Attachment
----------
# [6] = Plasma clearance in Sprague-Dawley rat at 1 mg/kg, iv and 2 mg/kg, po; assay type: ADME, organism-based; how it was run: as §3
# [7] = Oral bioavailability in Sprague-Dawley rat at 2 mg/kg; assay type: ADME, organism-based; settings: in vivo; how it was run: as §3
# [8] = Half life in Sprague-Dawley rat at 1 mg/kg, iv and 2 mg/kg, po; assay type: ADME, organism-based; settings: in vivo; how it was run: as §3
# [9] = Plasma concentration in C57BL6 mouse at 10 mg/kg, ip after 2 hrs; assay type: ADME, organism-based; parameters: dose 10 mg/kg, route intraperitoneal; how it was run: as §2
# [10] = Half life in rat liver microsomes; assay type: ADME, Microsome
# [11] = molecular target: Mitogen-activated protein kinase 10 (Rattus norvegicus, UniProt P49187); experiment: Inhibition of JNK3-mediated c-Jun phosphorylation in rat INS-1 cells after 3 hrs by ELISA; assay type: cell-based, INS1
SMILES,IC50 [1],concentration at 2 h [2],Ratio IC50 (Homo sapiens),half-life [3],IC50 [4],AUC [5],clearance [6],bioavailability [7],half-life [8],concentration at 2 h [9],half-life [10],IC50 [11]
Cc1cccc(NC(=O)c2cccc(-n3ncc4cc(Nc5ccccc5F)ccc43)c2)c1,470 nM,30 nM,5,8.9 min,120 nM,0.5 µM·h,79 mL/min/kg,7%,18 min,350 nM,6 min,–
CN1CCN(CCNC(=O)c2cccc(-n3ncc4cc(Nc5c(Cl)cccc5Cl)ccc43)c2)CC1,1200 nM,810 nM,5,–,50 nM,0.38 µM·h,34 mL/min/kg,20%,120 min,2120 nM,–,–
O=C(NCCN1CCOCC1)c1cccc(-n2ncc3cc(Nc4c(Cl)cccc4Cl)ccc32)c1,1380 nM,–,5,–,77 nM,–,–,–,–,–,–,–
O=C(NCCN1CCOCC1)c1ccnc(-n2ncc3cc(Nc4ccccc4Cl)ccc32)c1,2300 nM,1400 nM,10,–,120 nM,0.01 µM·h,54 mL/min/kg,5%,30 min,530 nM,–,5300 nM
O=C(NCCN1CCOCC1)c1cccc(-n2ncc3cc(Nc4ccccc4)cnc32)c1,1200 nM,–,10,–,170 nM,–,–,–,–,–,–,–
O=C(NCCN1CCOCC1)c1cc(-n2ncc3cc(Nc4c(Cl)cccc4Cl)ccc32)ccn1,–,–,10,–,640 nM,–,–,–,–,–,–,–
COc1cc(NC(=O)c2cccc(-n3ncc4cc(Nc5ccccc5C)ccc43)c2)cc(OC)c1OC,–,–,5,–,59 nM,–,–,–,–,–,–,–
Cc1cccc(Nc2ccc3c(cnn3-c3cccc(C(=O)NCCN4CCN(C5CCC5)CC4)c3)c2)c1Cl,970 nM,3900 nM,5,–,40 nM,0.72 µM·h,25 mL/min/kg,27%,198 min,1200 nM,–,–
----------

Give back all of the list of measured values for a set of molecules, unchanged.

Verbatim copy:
# [6] = Plasma clearance in Sprague-Dawley rat at 1 mg/kg, iv and 2 mg/kg, po; assay type: ADME, organism-based; how it was run: as §3
# [7] = Oral bioavailability in Sprague-Dawley rat at 2 mg/kg; assay type: ADME, organism-based; settings: in vivo; how it was run: as §3
# [8] = Half life in Sprague-Dawley rat at 1 mg/kg, iv and 2 mg/kg, po; assay type: ADME, organism-based; settings: in vivo; how it was run: as §3
# [9] = Plasma concentration in C57BL6 mouse at 10 mg/kg, ip after 2 hrs; assay type: ADME, organism-based; parameters: dose 10 mg/kg, route intraperitoneal; how it was run: as §2
# [10] = Half life in rat liver microsomes; assay type: ADME, Microsome
# [11] = molecular target: Mitogen-activated protein kinase 10 (Rattus norvegicus, UniProt P49187); experiment: Inhibition of JNK3-mediated c-Jun phosphorylation in rat INS-1 cells after 3 hrs by ELISA; assay type: cell-based, INS1
SMILES,IC50 [1],concentration at 2 h [2],Ratio IC50 (Homo sapiens),half-life [3],IC50 [4],AUC [5],clearance [6],bioavailability [7],half-life [8],concentration at 2 h [9],half-life [10],IC50 [11]
Cc1cccc(NC(=O)c2cccc(-n3ncc4cc(Nc5ccccc5F)ccc43)c2)c1,470 nM,30 nM,5,8.9 min,120 nM,0.5 µM·h,79 mL/min/kg,7%,18 min,350 nM,6 min,–
CN1CCN(CCNC(=O)c2cccc(-n3ncc4cc(Nc5c(Cl)cccc5Cl)ccc43)c2)CC1,1200 nM,810 nM,5,–,50 nM,0.38 µM·h,34 mL/min/kg,20%,120 min,2120 nM,–,–
O=C(NCCN1CCOCC1)c1cccc(-n2ncc3cc(Nc4c(Cl)cccc4Cl)ccc32)c1,1380 nM,–,5,–,77 nM,–,–,–,–,–,–,–
O=C(NCCN1CCOCC1)c1ccnc(-n2ncc3cc(Nc4ccccc4Cl)ccc32)c1,2300 nM,1400 nM,10,–,120 nM,0.01 µM·h,54 mL/min/kg,5%,30 min,530 nM,–,5300 nM
O=C(NCCN1CCOCC1)c1cccc(-n2ncc3cc(Nc4ccccc4)cnc32)c1,1200 nM,–,10,–,170 nM,–,–,–,–,–,–,–
O=C(NCCN1CCOCC1)c1cc(-n2ncc3cc(Nc4c(Cl)cccc4Cl)ccc32)ccn1,–,–,10,–,640 nM,–,–,–,–,–,–,–
COc1cc(NC(=O)c2cccc(-n3ncc4cc(Nc5ccccc5C)ccc43)c2)cc(OC)c1OC,–,–,5,–,59 nM,–,–,–,–,–,–,–
Cc1cccc(Nc2ccc3c(cnn3-c3cccc(C(=O)NCCN4CCN(C5CCC5)CC4)c3)c2)c1Cl,970 nM,3900 nM,5,–,40 nM,0.72 µM·h,25 mL/min/kg,27%,198 min,1200 nM,–,–